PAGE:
3 You can put more money in your mutual fund. Replacing meat, chicken and fish with vegetables and fruits is estimated to cut food bills by an average of $4,000 a year.
4 You'll reduce your risk of cancer. A study in The International Journal of Cancer concluded that red meat is strongly associated with breast cancer. The National Cancer Institute says that women who eat meat every day are nearly four times more likely to get breast cancer than those who don't. By contrast, women who consume at least one serving of vegetables a day reduce their risk of breast cancer by 20 percent to 30 percent, according to the Harvard Nurses Health Study. Studies done at the German Cancer Research Center in Heidelberg suggest that this is because vegetarians' immune systems are more effective in killing off tumor cells than meat eaters'. Studies have also found a plant-based diet helps protect against prostate, colon and skin cancers.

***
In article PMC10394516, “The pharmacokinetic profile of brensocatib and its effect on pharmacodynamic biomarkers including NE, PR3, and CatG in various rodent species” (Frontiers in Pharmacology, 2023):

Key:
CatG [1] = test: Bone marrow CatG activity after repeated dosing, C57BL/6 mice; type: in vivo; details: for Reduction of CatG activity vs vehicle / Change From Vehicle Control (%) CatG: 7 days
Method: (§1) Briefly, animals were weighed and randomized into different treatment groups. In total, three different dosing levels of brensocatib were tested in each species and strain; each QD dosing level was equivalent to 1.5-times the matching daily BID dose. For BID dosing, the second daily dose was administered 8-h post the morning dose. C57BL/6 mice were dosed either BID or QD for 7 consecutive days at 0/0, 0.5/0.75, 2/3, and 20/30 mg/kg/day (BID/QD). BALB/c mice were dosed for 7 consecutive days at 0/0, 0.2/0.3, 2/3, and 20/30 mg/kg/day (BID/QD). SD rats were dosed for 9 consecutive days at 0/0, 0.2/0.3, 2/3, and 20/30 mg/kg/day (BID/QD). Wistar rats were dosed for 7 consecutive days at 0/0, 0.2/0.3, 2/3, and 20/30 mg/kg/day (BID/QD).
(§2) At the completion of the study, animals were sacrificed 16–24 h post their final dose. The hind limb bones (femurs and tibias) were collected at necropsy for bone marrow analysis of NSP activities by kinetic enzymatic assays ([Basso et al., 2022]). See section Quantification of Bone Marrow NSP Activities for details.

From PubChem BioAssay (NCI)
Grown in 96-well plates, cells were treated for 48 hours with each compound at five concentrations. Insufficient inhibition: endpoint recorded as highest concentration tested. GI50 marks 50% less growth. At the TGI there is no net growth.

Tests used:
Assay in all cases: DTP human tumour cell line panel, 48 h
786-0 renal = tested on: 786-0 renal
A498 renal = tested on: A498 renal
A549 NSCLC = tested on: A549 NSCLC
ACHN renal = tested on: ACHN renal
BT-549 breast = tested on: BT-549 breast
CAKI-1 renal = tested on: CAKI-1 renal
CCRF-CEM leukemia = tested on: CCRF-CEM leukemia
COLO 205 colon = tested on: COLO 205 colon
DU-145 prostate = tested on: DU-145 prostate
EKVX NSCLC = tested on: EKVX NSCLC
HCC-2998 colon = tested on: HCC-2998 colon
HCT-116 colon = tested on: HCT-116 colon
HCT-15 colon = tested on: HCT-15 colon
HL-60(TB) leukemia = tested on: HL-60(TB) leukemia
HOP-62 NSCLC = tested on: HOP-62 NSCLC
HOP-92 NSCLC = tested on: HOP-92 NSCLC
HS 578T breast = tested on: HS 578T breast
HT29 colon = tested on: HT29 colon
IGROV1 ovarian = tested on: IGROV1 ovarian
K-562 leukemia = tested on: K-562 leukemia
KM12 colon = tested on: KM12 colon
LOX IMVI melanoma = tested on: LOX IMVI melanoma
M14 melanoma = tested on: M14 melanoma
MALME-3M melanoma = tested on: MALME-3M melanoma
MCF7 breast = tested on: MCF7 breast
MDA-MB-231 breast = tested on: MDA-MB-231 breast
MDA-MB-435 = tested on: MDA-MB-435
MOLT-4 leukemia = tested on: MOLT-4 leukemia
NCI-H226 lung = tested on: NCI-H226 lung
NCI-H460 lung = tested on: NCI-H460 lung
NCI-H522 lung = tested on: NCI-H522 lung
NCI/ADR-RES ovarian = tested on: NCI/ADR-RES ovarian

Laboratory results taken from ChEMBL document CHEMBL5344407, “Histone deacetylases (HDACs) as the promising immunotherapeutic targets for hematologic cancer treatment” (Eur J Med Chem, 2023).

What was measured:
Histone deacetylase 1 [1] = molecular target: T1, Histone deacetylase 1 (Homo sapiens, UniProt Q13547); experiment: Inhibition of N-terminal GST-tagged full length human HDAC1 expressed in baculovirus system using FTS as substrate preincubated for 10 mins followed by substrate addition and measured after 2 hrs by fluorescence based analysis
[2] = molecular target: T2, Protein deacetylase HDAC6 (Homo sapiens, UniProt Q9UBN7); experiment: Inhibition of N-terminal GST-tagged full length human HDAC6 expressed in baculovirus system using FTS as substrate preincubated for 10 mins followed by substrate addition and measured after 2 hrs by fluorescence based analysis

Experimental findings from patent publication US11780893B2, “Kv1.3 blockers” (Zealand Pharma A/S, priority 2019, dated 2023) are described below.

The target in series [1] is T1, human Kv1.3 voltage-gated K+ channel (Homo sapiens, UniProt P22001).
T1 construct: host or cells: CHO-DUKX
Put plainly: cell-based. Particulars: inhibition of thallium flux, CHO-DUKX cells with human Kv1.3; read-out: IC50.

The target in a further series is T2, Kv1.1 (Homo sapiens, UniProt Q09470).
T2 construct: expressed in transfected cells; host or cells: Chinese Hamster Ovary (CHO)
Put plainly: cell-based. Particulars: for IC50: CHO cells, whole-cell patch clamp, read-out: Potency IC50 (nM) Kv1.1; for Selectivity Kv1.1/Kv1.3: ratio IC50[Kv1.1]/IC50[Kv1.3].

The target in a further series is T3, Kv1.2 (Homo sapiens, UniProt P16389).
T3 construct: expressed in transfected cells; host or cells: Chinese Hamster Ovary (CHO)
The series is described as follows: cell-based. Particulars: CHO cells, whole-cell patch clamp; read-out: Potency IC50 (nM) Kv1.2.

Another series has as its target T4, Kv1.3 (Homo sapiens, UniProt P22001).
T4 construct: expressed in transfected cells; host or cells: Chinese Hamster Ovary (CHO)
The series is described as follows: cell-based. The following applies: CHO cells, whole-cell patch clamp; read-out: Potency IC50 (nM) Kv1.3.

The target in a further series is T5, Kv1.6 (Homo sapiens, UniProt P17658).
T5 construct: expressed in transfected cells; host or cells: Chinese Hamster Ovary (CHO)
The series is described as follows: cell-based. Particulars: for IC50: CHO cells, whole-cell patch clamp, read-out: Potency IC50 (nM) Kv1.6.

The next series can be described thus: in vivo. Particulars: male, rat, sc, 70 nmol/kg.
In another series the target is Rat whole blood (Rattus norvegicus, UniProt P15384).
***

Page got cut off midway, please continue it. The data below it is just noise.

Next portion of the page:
5 You'll add color to your plate. Meat, chicken and fish tend to come in boring shades of brown and beige, but fruits and vegetables come in all colors of the rainbow. Disease-fighting phytochemicals are responsible for giving produce their rich, varied hues. So cooking by color is a good way to ensure you re eating a variety of naturally occurring substances that boost immunity and prevent a range of illnesses.
6 You'll fit into your old jeans. On average, vegetarians are slimmer than meat eaters, and when we diet, we keep the weight off up to seven years longer. That's because diets that are higher in vegetable proteins are much lower in fat and calories than the SAD. Vegetarians are also less likely to fall victim to weight-related disorders like heart disease, stroke and diabetes.
7 You'll give your body a spring cleaning. Giving up meat helps purge the body of toxins (pesticides, environmental pollutants, preservatives) that overload our systems and cause illness. When people begin formal detoxification programs, their first step is to replace meats and dairy products with fruits and vegetables and juices. "These contain phytochemicals that help us detox naturally," says Chris Clark, M.D., medical director of The Raj, an Ayurvedic healing center in Fairfield, Iowa, which specializes in detox programs.